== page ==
(An introduction to the 17-set complete collection of Leonard Cohen albums released by Sony Records for online sales, 2011)
Some artists come from the Mississippi Delta, some from the South Side of Chicago. But a few, a very few, come from nowhere you can name and you’ll never get to the bottom of them. People will tell you that Leonard Cohen was a 33 year-old novelist out of Montreal and one of Canada’s leading poets when he brought out his first record, “Songs of Leonard Cohen,” in 1968. But how does the romantic young seeker of those early gypsy ballads go with the ordained Zen monk of the early 21st century, and how does that wise elder writing about death and loss begin to fit with the smooth, Armani-clad field commander, declaring “I’m Your Man”? How does either jibe with the singer whose dark laments were buried under Phil Spector’s Wall of Sound, or the ancient psalmist whose work has been covered by Bon Jovi and Willie Nelson? Who could have guessed that a 74 year-old grandfather, in the middle of a two-and-a-half year world tour, would see his 23 year-old song, “Hallelujah,” at number 1, number 2 and number 34 in the British Top 40 simultaneously?
Cohen sits outside every category, and throws together high culture and street slang, Buddha and the blues, so you never know what’s coming next. He’s less one man than an anthology of selves, waltzer and country singer and techno-maestro all knitted at the core in some mysterious recess. He’s lived in Nashville, in L.A. (and in the high dark mountains behind L.A. at the Mount Baldy Zen Center) as well as on the carless Greek island of Hydra, known for its donkeys and faraway monasteries. He’s inspired film-makers from Rainer Werner Fassbinder to Oliver Stone and acted as the head of Interpol on Miami Vice. He’s written a classic Old Testament book of psalms and sung on “Duets” with Elton John. Everything you know of him is wrong.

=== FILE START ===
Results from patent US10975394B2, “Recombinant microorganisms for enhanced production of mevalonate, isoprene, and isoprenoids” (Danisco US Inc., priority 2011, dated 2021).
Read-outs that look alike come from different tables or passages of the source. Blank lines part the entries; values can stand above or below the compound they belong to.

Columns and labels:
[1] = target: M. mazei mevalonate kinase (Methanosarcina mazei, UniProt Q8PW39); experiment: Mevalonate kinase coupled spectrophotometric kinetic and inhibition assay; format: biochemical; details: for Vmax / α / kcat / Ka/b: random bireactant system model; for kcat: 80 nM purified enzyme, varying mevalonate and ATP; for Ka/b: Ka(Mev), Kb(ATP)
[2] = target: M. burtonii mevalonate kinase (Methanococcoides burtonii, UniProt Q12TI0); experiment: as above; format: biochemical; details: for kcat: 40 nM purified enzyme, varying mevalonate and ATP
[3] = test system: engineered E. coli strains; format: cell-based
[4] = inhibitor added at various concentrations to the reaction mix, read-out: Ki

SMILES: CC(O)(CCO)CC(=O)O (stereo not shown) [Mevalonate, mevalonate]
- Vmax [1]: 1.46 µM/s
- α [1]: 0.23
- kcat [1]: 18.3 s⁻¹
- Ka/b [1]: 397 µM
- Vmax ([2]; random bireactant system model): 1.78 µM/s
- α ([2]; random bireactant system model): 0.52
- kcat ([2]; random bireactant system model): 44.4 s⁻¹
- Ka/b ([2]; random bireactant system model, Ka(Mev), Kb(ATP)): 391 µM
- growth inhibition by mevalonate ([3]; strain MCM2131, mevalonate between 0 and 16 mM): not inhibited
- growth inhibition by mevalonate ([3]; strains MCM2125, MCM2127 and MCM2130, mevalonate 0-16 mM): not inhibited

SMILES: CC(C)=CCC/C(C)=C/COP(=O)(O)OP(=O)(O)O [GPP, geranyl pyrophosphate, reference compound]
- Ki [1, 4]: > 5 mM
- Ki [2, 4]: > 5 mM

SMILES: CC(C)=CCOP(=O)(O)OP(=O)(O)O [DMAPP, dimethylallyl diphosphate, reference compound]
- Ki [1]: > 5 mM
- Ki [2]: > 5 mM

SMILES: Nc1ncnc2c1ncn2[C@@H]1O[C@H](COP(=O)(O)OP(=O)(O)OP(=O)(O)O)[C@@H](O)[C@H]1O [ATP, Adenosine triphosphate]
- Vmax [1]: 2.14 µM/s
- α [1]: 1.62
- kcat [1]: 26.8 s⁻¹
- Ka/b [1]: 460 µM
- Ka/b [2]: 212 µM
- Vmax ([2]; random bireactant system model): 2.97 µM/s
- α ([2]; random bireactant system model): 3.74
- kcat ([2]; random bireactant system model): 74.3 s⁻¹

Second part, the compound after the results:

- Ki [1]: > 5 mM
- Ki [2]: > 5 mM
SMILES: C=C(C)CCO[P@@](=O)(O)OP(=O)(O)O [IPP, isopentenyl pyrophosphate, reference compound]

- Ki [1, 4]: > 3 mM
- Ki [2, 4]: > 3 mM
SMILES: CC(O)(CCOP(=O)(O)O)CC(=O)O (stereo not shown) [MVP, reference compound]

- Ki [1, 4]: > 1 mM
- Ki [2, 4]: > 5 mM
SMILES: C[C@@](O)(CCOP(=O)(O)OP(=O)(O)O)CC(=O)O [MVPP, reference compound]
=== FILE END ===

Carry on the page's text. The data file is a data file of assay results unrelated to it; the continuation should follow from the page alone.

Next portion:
The sixteen albums collected in this set, though, give you a compendious, almost a comprehensive introduction to many, many of the dapper, searching, droll and ceremonial men called Leonard Cohen. You’ll meet the earnest troubadour with “one hand on a hexagram and one hand on a girl” and you’ll see the grave old philosopher who could be met on the backstreets of Jerusalem. You’ll hear the sound of a soul, alone, raising a cry to the heavens, and that of the silky man of the world accompanied by a chorus of female voices. You’ll think you’re listening to one of the great ironists of rock ‘n’ roll—“We met when we were almost young”—and then you’ll hear him calling out for surrender. Passing, as his fellow poet Thom Gunn once said of his own work, “the romantic impulse through a classical scrutiny,” he’ll give you what a fellow monk, Thomas Merton, liked to call the “smoke self.”
You’ll learn, of course, about sin and punishment and pride, and then you’ll lose yourself amidst the raucous, overturning chorus of “Closing Time.” You’ll recall, perhaps, that many of the more than 20 million records he has sold have been in Norway and Malaysia, and you’ll remember that one of his deepest albums, “Various Positions,” barely came out in the U.S. You’ll hear him deliver words like “naked” and “thighs” and “ache” as if he’s burning; but then he’s giving up everything in “If It Be Your Will” or singing of “Stalin and St. Paul.” These are songs from the deep, but it’s not always easy to see if he’s going deep into a woman, or into his own pain and unworthiness, or into the moment when “I moved in you and the holy dove was moving too.” As John Donne wrote, four centuries ago, “Love’s mysteries in souls do grow/But yet his body is his book.”